On March 1, 2014, I received a phone call which would change my life forever. My brother uttered three words which told me I would never hear or speak to my father again –
“Dad is dead”
Although this year marked the fourth anniversary of his passing, I still remember that call like it was yesterday.
To this day it is still extremely difficult to fathom never being able to hear my dad’s voice again. To understand that he won’t be able to walk me down the aisle at my upcoming wedding or meet any of the children I hope to have one day. It’s still hard to understand why my dad was taken away.
When dealing with the death of your parent, there is no instruction manual. By writing this article, I’d like to share what I have learned over the last four years in hopes that it will provide some guidance for the parts no one tells you about.
It doesn’t hit you all at once
The first couple of days were a blur. Between making the arrangements, clearing out my dad’s house (my mom and him have been divorced since I was 5), and responding to the numerous texts, calls, and emails; I was numb.
I took a week off of work to be able to get everything done and organized but when that week was over I hadn’t actually taken the time to reflect on what had happened. So I went back to work and just tried to keep myself busy.
What nobody tells you, is that it’s not the big moments where it will hit you. It’s the little moments, like hearing their favourite song on the radio or having something really awesome happen to you and wanting to call them to tell them about it (and realizing you can’t).
It’s on these days where you will feel like you will never be okay. I am here to tell you that everyday gets a little less painful.
Everyone grieves differently
At the same time, you really do not know how your parent’s death will affect you until it happens. Over the last four years, I have visited every stage of grief: Denial, Anger, Bargaining, Depression and Acceptance, however my grieving wasn’t linear and it definitely isn’t “done”.
Rather than crying at my dad’s funeral, I put on a very brave face. Being the eldest, I needed to show up for my brother and to make sure he knew that I would be there to handle anything that needed to be done.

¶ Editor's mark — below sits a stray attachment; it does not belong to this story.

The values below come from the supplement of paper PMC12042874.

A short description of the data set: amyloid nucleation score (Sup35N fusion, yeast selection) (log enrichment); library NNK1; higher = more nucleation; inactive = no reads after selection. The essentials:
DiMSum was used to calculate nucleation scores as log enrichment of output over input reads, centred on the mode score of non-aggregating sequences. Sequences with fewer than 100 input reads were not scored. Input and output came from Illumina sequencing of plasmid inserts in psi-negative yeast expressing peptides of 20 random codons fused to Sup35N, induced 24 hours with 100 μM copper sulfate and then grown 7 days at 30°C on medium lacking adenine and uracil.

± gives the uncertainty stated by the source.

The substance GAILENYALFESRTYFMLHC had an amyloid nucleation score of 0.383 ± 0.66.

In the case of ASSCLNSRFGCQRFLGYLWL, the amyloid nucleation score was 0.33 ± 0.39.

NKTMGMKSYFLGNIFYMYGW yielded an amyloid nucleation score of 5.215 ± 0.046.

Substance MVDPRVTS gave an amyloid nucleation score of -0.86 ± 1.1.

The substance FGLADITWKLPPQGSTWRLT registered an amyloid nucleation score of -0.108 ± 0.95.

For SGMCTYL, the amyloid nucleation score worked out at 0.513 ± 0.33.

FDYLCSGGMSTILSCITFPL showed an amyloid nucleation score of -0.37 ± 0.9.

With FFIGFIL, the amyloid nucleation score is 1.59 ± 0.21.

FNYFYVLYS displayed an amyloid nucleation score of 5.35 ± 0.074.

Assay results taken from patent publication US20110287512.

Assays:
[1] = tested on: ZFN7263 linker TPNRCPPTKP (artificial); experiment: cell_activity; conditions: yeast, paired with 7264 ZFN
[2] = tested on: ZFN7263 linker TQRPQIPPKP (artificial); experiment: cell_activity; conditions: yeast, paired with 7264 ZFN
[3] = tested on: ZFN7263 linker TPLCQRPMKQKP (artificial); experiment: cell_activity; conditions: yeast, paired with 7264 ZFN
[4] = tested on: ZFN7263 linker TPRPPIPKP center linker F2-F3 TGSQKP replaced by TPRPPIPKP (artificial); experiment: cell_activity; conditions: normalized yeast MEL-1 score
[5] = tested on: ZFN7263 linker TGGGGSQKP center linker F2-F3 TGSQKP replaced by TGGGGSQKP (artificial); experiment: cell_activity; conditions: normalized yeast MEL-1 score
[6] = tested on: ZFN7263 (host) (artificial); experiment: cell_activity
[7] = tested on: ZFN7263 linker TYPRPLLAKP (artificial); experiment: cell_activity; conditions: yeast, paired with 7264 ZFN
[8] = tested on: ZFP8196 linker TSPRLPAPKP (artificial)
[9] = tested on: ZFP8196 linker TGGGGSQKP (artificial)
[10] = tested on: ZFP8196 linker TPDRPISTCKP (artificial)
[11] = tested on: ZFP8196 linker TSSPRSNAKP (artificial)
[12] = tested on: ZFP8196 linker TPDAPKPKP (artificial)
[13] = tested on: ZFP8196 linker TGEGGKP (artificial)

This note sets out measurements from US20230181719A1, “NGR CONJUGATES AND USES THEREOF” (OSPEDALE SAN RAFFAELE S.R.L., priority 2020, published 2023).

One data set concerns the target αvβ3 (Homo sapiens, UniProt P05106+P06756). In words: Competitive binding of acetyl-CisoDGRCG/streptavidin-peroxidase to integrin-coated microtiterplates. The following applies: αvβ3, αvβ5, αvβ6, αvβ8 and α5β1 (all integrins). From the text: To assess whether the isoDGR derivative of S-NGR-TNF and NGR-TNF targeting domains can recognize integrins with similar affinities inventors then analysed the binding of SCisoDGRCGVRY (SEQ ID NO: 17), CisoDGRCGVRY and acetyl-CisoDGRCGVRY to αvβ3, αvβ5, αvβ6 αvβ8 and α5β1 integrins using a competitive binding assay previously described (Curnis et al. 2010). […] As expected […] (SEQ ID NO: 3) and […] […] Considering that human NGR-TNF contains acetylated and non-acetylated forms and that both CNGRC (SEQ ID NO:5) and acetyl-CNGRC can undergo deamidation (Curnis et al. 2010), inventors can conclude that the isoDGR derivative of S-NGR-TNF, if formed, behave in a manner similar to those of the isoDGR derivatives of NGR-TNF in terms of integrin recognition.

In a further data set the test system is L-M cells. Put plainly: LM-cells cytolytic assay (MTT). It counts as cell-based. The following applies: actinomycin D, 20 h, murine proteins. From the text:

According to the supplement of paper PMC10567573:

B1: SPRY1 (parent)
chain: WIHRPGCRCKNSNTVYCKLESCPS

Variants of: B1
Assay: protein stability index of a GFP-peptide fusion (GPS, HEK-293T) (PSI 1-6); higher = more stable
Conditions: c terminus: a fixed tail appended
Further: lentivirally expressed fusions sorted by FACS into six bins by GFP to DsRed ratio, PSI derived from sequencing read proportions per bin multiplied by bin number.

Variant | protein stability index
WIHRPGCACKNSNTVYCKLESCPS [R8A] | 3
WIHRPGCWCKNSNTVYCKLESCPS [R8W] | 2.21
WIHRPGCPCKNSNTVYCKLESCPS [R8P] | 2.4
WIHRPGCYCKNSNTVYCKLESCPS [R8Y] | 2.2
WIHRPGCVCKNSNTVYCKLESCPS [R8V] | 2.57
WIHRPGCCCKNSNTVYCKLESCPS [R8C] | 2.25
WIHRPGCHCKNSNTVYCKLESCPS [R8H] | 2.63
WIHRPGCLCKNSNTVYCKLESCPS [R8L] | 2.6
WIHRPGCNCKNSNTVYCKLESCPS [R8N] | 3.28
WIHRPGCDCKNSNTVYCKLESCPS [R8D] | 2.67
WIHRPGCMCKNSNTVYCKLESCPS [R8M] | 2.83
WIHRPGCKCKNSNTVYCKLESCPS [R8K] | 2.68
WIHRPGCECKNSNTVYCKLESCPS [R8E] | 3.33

What nobody tells you is that some people don’t cry when they experience the loss of a loved one, while some people are inconsolable. What I’d like you to know is that there is no “right way” to grieve, so, don’t let your emotions make you feel self-conscious. Focus less on how you react and more on getting to a better place emotionally.
Strive to move forward, instead of moving on
When it happens, everyone reaches out to give you their condolences. People care until your parent has been buried and then their lives carry on – meanwhile you’re left wondering how yours can.
The best advice I can give is to find a balance between remembering them and moving forward from your loss. You cannot let their death stop you from living your own life to the fullest. There is nothing that would make them more proud than to see you living your best life, even if they aren’t able to physically be with you.
Who you surround yourself with will make all the difference
I think the biggest lesson I have learned is that your friends and family will make all the difference in your grieving process. As hard as it has been to lose my dad, I don’t think I could have kept it all together without the love and support of my people.
Whether it was lending an ear to listen to me talk about my dad, taking me out to get my mind off of it or even just sitting in silence with me and watching TV, these simple acts made all the difference.
For me, the worst part of losing my dad was that our relationship was strained and difficult. I always figured that we had all the time in the world to work on it and that he would always be there. I even naively believed that if he were to pass, that it wouldn’t affect me as much, due to this rocky relationship. Was I ever wrong. Nothing prepares you for the emotions you feel when you lose a parent, no matter how estranged you are.
If you can take away anything from this post, let it be this: Don’t take your parents for granted and try to rebuild those troubled relationships now – you really don’t know what you have until it’s gone.
I love you, Dad.